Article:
If Poundbury, Charles III’s neo-Georgian town in Dorset, is an antithesis to something, then the Southbank Centre is the thesis. Every project of preservation, heritage or vernacular in the postwar era has taken it for its symbolic enemy. Southbank Centre is the war chief to all other modernist constructions in England. It was the first great statement of that style, and it’s the most prominently placed. It arrived with a bang in 1951, killing off many of Charles’ “much loved friend[s]”, or else, as with Waterloo Station or Somerset House, demoting them to second fiddle. Now sated, it lies brazenly on its side, curling around the Albert Embankment like a dragon.
The chief, too, because it’s the purest expression of postwar Modernism’s cultural program. This was the paternalist and sub-Fabian impulse towards a democratisation of the arts, which would be achieved in part through new venues like the Southbank. The generation that spearheaded this project (think, perhaps, of people like Kingsley Amis and Harold Wilson) still believed in some kind of cultural canon, though one that they were convinced was now exhausted and discredited. These things no longer really moved them, but it was thought that this stuff should probably be brought to the masses anyhow. There was an autumnal quality to their efforts; it was, as Flaubert put it, “practising virtue without believing in it”. It was the Modernism of the plate glass universities; the Open University; council housing blocks named after Shelley; the mandatory Schoenberg concert; the mandatory lecture on the Putney debates.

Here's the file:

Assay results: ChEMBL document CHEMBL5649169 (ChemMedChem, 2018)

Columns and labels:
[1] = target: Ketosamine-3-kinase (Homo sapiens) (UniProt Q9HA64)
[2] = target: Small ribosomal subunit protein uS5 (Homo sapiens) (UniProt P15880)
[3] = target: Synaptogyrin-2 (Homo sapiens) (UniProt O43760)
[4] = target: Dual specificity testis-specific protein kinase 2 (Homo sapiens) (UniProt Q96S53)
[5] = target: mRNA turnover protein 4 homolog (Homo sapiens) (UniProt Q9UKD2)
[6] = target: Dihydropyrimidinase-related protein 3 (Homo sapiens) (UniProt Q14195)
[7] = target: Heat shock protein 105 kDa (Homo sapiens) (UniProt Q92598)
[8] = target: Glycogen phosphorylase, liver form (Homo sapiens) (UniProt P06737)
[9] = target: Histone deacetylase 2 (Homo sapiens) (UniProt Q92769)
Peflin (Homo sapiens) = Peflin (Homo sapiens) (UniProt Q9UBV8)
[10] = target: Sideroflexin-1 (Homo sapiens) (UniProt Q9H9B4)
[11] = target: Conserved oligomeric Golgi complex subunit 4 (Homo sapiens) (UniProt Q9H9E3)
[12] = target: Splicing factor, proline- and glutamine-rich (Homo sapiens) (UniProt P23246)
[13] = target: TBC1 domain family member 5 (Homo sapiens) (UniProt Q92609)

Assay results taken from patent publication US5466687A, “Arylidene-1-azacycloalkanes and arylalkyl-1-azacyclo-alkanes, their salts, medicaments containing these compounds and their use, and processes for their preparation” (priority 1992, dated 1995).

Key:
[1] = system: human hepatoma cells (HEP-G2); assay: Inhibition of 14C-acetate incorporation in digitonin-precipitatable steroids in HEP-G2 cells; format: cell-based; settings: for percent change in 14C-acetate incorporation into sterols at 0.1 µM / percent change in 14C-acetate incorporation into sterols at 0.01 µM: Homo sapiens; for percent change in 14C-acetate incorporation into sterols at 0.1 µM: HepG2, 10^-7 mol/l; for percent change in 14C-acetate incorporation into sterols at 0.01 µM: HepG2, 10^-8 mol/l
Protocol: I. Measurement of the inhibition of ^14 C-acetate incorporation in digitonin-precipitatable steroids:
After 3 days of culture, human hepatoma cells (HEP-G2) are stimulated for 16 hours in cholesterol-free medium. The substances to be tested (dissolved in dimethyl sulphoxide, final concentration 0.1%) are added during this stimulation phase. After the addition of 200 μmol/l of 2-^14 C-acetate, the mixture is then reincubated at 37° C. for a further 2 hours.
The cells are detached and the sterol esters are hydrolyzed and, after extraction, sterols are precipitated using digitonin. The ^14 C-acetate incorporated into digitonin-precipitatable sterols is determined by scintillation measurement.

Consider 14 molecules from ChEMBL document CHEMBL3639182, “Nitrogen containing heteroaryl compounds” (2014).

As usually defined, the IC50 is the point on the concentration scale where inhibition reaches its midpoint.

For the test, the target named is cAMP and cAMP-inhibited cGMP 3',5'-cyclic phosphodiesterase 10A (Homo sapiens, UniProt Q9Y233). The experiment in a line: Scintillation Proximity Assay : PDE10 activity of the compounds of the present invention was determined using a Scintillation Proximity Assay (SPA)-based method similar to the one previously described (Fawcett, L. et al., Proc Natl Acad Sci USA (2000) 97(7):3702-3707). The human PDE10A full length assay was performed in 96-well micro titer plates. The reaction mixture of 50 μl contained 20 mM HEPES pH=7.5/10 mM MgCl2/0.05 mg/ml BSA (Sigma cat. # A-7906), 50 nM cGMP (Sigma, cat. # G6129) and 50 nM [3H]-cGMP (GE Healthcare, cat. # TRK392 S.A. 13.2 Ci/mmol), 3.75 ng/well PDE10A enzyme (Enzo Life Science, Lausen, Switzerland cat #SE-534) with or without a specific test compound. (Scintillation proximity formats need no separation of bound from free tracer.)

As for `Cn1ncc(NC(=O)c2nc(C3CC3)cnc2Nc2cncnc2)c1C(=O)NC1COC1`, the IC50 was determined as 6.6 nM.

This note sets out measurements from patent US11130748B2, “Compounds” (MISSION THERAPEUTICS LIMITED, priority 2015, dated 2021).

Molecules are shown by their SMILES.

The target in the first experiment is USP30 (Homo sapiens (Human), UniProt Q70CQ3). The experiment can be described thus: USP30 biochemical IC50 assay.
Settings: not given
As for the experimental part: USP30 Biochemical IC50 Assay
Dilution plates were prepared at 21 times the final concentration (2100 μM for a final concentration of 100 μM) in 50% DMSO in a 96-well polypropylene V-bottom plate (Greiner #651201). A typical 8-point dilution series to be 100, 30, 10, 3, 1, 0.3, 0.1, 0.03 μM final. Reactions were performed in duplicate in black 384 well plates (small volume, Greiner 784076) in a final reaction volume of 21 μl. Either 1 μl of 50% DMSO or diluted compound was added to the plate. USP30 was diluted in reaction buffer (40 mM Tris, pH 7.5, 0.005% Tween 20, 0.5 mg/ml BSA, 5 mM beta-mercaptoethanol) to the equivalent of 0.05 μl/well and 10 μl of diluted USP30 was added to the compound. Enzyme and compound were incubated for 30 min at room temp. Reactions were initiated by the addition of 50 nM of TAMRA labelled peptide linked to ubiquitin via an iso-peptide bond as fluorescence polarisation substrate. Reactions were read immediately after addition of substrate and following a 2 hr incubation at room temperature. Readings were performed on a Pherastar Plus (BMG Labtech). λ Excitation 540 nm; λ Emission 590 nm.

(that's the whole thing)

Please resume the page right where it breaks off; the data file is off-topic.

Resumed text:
There was, then, always something wan about this project, which made it vulnerable to counterattack. The first great defeat was sustained in 1967, when St. Pancras Station was spared the wrecking ball. This marked the beginning of what became known as the heritage sector, which by the 1980s had developed ambitions not just to preserve vernacular buildings but to construct new ones. But in Britain, the backlash against modernism quickly transmuted into something else entirely. Brutalism wasn’t criticised as a style, but as an ethos. The real problem with Brutalism, it was said, was that it was hostile and imposing; it was not ‘human-scaled’. It did not lend itself to typical patterns of community life, nor did it exist in harmony with nature. In English architecture, the divide soon became: monumental modernism; cosy traditionalism.